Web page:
UNITE the Union is calling for an urgent meeting with the CEO of Schivo NI after they accused the company of failing to engage with the them over potential job losses at Maydown Precision Engineering.
Philip Oakes, Regional Officer for the union’s membership at Maydown Precision Engineering, expressed his deep disappointment at the behaviour of management who allegedly attempted to progress redundancies without any engagement with the union. He called for a meeting with Seamus Kilgannon, the CEO of new owner, Schivo NI as a matter of urgency.
“Management at Maydown has failed to abide by the terms of our existing recognition agreement by not engaging with ourselves during the recent transfer process and by refusing to be open about planned redundancies in the company.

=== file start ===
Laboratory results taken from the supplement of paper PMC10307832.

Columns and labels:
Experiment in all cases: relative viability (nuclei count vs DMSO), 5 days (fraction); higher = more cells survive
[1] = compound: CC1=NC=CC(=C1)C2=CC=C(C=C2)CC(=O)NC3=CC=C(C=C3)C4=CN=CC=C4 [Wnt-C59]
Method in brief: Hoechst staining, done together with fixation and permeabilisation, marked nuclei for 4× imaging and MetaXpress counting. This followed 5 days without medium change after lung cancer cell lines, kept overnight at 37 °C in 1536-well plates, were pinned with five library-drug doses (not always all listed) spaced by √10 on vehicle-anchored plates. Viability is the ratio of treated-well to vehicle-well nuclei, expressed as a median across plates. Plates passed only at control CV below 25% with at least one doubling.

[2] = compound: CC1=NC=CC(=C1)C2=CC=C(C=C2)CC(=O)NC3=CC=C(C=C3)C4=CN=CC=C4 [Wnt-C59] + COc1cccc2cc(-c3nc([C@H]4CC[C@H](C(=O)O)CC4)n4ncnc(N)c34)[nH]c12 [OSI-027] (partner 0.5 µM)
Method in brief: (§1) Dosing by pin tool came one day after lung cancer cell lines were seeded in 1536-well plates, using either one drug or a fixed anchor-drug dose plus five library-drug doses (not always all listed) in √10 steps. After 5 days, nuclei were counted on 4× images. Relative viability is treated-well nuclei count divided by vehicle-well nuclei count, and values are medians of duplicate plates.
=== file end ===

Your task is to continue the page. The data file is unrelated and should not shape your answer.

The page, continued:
“When we made public the fact that the workforce had received letters warning of possible redundancies, they sought to justify their indefensible approach and attempted to portray our actions as irresponsible.
“We were concerned that management might be adopting an anti-union attitude after check-off arrangements for payment of union membership subs was discontinued. We are aware of fears among trade union activists within the workforce that they may be prioritised for redundancies under the current process.”
Mr. Oakes added: “Unite will not stand idly by as our activists are targeted by management. We are considering all our options to defend our members.
“In order to avoid any further deterioration in industrial relations, we are calling for a meeting with the Chief Executive of the new owner company, Seamus Kilgannon, as a matter of urgency in order to initiate a more productive relationship between the union and management”, Mr Oakes concluded.
On Wednesday, UNITE the Union issued a statement conveying concern for 140 jobs at Maydown Precision Engineering.
The new owners of the company, Schivo NI, responded and described UNITE’s statement as “inaccurate” and “irresponsible”. However, Schivo NI did confirm that between 10 and 15 jobs could go at the Derry plant.